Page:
Studies report that 80 to 95 percent of all health problems are managed at home through self-care and that most people who consult a physician have tried treating themselves before seeking medical advice (McGowan, 2009). The seriousness of the health problem and the extent and type of disability, including its affect on daily activities, are the best determinants of whether an individual uses self-care practices or seeks help from a professional.

At PHC level, immunization against the major infectious diseases is carried out. Immunization is a health promotion exercise achieved through vaccination. It is a process that confers immunity against a specific disease. However, not all vaccinated patients achieved the desired immunization. This may be due to factors such as poor vaccine storage (loss of potency), lack of adherence to schedule and fake vaccines.

When fake vaccines were used and no immunity was conferred on the immunized, such individuals would be highly disposed to developing the specific disease. Without success, people will shun or disdain the immunization process, seeing it as exercise in futility. Many diseases are better prevented than cured and hence immunization plays a vital role in health maintenance.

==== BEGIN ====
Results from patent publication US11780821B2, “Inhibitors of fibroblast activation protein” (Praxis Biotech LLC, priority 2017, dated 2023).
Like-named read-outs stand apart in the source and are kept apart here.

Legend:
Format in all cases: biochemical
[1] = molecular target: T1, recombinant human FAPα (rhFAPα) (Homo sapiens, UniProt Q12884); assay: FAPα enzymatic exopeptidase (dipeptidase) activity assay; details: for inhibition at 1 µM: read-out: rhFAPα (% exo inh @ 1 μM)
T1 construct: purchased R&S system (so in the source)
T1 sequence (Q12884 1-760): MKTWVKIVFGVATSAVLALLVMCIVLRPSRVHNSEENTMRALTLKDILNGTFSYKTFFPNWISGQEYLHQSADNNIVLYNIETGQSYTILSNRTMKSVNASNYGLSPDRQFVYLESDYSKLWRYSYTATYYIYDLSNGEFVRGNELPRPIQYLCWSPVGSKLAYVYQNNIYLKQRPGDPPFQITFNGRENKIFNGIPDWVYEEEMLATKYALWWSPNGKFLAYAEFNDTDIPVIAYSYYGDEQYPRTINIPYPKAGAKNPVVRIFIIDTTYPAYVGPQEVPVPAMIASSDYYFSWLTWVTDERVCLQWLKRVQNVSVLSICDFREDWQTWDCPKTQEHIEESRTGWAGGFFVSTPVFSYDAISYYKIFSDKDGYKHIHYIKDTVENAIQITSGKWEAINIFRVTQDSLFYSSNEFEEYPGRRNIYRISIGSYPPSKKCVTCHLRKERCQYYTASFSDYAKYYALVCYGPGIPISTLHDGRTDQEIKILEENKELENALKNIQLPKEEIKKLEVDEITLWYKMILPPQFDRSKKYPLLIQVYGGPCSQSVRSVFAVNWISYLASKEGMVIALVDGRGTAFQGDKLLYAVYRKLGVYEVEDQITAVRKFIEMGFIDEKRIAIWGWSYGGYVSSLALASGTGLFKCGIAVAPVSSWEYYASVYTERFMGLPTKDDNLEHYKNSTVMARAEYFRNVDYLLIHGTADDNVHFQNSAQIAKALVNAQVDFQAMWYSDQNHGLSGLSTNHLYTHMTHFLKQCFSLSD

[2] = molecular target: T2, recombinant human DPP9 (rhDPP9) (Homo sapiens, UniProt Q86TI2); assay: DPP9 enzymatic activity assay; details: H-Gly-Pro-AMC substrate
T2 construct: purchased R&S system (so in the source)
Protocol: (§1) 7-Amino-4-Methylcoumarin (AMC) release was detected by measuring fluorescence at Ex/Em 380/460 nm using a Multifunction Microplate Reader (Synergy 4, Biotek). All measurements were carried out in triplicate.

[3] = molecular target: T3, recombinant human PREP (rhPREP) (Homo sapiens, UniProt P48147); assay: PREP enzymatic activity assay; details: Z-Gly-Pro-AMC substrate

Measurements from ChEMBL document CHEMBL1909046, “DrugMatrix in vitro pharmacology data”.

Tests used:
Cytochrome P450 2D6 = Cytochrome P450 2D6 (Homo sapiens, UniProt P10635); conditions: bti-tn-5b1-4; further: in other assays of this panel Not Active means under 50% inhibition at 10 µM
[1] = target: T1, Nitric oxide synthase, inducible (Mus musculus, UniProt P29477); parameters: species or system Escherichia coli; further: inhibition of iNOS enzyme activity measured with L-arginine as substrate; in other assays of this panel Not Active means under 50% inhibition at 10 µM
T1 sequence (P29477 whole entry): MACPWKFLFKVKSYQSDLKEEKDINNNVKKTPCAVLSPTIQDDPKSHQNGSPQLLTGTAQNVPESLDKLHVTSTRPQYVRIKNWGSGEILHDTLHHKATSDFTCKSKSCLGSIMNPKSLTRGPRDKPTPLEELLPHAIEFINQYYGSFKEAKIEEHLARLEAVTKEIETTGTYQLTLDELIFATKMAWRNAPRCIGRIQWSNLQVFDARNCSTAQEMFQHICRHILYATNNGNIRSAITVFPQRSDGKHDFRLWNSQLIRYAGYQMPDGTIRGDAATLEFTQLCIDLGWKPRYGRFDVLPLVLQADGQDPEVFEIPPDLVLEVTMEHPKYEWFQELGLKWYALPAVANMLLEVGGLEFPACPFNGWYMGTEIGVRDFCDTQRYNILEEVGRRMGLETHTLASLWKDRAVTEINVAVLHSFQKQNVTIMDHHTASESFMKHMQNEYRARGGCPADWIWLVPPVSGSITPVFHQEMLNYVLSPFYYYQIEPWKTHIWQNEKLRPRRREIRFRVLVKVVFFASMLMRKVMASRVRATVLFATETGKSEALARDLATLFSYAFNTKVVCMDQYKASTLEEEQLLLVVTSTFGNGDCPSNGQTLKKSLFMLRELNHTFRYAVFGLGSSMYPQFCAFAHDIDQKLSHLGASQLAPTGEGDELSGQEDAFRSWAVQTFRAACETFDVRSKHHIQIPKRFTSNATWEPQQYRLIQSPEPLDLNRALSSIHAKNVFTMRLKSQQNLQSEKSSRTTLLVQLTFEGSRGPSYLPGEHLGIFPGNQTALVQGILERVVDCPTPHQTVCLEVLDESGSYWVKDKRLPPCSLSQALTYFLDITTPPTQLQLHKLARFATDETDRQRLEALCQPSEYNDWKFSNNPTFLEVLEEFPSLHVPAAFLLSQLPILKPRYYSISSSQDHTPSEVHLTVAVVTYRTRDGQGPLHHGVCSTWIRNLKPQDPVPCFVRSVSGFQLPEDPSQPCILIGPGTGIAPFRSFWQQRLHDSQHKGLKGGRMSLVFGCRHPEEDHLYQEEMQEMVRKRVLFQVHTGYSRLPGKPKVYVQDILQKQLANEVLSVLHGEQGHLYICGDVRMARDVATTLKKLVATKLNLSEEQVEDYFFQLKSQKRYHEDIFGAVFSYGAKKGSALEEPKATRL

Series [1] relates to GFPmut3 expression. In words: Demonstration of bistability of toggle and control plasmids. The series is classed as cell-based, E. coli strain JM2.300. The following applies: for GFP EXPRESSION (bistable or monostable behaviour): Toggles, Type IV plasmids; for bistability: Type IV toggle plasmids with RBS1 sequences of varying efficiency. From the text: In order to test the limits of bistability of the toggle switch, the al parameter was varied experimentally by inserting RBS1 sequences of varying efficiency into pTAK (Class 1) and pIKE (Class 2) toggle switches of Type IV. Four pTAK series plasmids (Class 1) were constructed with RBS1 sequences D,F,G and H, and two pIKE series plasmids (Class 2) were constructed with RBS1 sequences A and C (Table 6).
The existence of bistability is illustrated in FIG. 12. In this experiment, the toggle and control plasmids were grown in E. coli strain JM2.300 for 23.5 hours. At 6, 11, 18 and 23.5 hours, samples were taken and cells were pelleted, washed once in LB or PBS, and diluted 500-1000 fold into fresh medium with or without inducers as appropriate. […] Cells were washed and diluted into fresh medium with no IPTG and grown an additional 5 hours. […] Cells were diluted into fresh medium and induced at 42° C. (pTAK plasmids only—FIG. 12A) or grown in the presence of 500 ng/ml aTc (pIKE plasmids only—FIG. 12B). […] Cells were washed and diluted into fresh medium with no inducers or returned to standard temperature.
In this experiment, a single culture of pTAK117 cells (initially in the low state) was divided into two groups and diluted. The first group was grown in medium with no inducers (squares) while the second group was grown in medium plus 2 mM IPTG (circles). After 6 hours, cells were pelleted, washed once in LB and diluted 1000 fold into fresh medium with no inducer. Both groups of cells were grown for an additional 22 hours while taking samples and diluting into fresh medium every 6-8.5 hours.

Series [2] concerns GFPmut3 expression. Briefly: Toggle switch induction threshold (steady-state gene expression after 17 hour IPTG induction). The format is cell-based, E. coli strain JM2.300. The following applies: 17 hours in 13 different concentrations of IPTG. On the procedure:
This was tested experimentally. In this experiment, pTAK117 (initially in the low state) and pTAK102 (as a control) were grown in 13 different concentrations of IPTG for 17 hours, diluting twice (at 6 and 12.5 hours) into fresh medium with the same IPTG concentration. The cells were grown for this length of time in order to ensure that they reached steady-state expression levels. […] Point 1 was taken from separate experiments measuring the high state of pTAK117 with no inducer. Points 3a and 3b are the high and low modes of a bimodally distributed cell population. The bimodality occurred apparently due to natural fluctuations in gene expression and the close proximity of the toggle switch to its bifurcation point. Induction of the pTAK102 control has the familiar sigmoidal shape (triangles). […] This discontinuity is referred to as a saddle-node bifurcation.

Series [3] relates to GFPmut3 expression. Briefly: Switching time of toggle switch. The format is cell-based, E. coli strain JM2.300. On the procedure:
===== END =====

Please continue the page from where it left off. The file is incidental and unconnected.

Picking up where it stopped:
The world has not stood still since the Alma-Ata declaration in 1978 where it was agreed that providing PHC for the world’s population by the year 2000 was a realistic goal. Despite economic recession, continued urbanization with ecological degradation, wars and natural disasters, the overall picture in developing countries has improved (Sear, 2000). Globally, however, the new health threats are counterfeit drugs.

Maternal and child health care, including family planning. Maternal and child health care is important considering the complexities of childhood diseases, further compounded by the effects of fake drugs.

Looking at the features required for a healthy society, PHC provides about half of them. Among the features required for a healthy society include, in order of priority (Sear, 2000).

Peace, Comfortable shelter, Easy access to clean water, Adequate food supply, Employment with fair pay, Education for all, Stable judiciary and police force, Immunizations against common childhood diseases, Good quality obstetric care, Democratic governmental structure, Free press and freedom of speech.